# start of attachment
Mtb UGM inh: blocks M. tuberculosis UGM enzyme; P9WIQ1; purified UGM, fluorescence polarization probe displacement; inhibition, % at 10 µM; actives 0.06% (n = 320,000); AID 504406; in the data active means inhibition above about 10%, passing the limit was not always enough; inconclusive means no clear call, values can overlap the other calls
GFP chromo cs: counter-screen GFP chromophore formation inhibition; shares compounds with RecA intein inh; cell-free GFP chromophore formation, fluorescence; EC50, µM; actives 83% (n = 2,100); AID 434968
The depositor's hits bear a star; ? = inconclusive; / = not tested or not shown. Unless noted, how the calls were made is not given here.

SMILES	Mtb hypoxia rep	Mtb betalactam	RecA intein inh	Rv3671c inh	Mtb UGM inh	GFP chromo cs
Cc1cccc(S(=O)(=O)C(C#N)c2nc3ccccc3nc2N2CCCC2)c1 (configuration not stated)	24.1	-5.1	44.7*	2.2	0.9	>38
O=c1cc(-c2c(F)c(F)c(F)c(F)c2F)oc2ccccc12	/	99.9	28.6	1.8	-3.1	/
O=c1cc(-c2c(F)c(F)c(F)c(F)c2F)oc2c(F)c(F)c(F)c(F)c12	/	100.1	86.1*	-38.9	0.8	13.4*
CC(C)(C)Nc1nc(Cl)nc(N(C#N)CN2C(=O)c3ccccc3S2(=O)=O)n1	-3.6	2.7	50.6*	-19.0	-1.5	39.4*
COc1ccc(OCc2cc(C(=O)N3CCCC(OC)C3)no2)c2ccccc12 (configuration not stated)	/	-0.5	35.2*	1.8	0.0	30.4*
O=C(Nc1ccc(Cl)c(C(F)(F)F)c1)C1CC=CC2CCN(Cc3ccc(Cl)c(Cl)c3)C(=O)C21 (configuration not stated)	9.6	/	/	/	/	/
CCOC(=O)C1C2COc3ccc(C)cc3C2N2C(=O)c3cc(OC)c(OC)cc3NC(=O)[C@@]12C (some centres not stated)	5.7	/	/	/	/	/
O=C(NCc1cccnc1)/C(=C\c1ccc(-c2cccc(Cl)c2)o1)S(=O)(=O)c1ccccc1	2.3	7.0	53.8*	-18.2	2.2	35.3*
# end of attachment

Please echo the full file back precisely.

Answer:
Mtb UGM inh: blocks M. tuberculosis UGM enzyme; P9WIQ1; purified UGM, fluorescence polarization probe displacement; inhibition, % at 10 µM; actives 0.06% (n = 320,000); AID 504406; in the data active means inhibition above about 10%, passing the limit was not always enough; inconclusive means no clear call, values can overlap the other calls
GFP chromo cs: counter-screen GFP chromophore formation inhibition; shares compounds with RecA intein inh; cell-free GFP chromophore formation, fluorescence; EC50, µM; actives 83% (n = 2,100); AID 434968
The depositor's hits bear a star; ? = inconclusive; / = not tested or not shown. Unless noted, how the calls were made is not given here.

SMILES	Mtb hypoxia rep	Mtb betalactam	RecA intein inh	Rv3671c inh	Mtb UGM inh	GFP chromo cs
Cc1cccc(S(=O)(=O)C(C#N)c2nc3ccccc3nc2N2CCCC2)c1 (configuration not stated)	24.1	-5.1	44.7*	2.2	0.9	>38
O=c1cc(-c2c(F)c(F)c(F)c(F)c2F)oc2ccccc12	/	99.9	28.6	1.8	-3.1	/
O=c1cc(-c2c(F)c(F)c(F)c(F)c2F)oc2c(F)c(F)c(F)c(F)c12	/	100.1	86.1*	-38.9	0.8	13.4*
CC(C)(C)Nc1nc(Cl)nc(N(C#N)CN2C(=O)c3ccccc3S2(=O)=O)n1	-3.6	2.7	50.6*	-19.0	-1.5	39.4*
COc1ccc(OCc2cc(C(=O)N3CCCC(OC)C3)no2)c2ccccc12 (configuration not stated)	/	-0.5	35.2*	1.8	0.0	30.4*
O=C(Nc1ccc(Cl)c(C(F)(F)F)c1)C1CC=CC2CCN(Cc3ccc(Cl)c(Cl)c3)C(=O)C21 (configuration not stated)	9.6	/	/	/	/	/
CCOC(=O)C1C2COc3ccc(C)cc3C2N2C(=O)c3cc(OC)c(OC)cc3NC(=O)[C@@]12C (some centres not stated)	5.7	/	/	/	/	/
O=C(NCc1cccnc1)/C(=C\c1ccc(-c2cccc(Cl)c2)o1)S(=O)(=O)c1ccccc1	2.3	7.0	53.8*	-18.2	2.2	35.3*